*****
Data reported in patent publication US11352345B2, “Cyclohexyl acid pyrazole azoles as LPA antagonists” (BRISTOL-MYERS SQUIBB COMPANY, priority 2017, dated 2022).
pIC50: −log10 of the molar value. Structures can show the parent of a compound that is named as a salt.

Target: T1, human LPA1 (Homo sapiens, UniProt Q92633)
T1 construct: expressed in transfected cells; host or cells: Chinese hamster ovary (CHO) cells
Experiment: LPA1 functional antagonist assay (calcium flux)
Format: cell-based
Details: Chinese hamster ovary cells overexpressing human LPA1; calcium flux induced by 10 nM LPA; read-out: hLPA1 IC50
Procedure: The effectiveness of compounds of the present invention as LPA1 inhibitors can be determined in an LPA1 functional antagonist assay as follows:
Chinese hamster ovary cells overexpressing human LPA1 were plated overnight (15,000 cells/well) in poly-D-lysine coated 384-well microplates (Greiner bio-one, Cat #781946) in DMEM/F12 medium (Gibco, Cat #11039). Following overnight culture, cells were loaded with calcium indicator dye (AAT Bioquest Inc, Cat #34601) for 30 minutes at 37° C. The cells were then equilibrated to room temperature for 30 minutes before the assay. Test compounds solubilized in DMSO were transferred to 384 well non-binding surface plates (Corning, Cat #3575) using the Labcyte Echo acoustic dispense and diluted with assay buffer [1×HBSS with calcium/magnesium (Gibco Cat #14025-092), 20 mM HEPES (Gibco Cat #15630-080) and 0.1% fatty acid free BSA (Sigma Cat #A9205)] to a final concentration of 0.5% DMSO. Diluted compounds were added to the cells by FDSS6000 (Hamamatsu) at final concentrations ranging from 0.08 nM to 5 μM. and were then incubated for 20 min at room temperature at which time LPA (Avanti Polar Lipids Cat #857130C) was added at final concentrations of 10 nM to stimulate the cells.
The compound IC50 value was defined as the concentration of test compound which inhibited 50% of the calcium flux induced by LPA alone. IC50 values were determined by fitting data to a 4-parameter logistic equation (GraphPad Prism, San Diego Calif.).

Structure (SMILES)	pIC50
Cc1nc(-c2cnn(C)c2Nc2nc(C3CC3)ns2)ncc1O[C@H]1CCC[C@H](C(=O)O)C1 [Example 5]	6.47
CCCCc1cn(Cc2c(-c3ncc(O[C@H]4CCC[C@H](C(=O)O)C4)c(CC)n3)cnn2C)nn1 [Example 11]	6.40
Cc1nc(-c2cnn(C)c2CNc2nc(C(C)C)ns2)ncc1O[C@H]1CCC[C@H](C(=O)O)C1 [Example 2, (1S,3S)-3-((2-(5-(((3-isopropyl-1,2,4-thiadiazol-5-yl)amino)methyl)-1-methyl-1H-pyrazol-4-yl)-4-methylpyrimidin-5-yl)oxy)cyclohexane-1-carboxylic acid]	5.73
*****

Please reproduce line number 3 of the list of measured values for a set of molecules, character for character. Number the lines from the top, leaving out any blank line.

Target: T1, human LPA1 (Homo sapiens, UniProt Q92633)